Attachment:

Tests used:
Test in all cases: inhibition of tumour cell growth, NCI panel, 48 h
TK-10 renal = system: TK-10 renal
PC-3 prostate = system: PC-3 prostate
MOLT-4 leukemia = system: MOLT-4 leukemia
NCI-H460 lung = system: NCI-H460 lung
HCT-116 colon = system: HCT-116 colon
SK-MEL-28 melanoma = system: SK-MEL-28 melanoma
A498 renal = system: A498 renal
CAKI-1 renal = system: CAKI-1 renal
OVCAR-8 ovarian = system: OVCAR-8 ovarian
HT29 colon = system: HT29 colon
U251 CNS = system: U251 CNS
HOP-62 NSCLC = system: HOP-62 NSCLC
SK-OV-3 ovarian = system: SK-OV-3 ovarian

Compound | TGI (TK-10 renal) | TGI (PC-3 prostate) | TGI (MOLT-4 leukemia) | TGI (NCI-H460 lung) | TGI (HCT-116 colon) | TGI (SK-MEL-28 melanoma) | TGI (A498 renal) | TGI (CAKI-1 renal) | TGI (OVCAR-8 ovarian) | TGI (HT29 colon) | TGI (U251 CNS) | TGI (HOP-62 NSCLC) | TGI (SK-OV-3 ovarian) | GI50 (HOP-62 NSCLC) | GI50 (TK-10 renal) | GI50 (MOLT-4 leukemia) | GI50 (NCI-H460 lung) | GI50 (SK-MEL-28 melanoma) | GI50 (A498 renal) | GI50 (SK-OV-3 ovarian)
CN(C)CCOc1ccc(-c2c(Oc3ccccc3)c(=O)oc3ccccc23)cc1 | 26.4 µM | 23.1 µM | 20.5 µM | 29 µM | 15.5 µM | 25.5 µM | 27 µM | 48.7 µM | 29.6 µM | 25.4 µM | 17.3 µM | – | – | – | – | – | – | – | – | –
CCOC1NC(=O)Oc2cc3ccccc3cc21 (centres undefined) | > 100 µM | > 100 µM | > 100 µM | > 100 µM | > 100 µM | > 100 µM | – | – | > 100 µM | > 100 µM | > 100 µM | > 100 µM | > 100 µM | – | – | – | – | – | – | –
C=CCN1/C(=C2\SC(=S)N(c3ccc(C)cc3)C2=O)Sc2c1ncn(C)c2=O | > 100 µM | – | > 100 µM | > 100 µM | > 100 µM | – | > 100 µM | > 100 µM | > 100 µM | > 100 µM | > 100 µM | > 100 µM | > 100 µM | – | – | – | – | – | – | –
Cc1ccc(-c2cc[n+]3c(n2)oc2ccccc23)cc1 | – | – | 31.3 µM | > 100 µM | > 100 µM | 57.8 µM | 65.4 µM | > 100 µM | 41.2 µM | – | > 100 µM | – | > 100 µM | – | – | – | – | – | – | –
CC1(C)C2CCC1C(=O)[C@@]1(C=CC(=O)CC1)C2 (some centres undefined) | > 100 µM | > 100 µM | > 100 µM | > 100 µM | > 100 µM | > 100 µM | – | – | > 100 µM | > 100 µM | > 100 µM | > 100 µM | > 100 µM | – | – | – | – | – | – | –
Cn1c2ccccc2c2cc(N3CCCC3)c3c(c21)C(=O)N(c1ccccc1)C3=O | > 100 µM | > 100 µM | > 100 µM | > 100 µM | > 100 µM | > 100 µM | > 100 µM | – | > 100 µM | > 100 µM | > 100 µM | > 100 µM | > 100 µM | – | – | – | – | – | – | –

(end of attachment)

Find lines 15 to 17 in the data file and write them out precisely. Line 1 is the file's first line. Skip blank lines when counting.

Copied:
SK-OV-3 ovarian = system: SK-OV-3 ovarian

Compound | TGI (TK-10 renal) | TGI (PC-3 prostate) | TGI (MOLT-4 leukemia) | TGI (NCI-H460 lung) | TGI (HCT-116 colon) | TGI (SK-MEL-28 melanoma) | TGI (A498 renal) | TGI (CAKI-1 renal) | TGI (OVCAR-8 ovarian) | TGI (HT29 colon) | TGI (U251 CNS) | TGI (HOP-62 NSCLC) | TGI (SK-OV-3 ovarian) | GI50 (HOP-62 NSCLC) | GI50 (TK-10 renal) | GI50 (MOLT-4 leukemia) | GI50 (NCI-H460 lung) | GI50 (SK-MEL-28 melanoma) | GI50 (A498 renal) | GI50 (SK-OV-3 ovarian)
CN(C)CCOc1ccc(-c2c(Oc3ccccc3)c(=O)oc3ccccc23)cc1 | 26.4 µM | 23.1 µM | 20.5 µM | 29 µM | 15.5 µM | 25.5 µM | 27 µM | 48.7 µM | 29.6 µM | 25.4 µM | 17.3 µM | – | – | – | – | – | – | – | – | –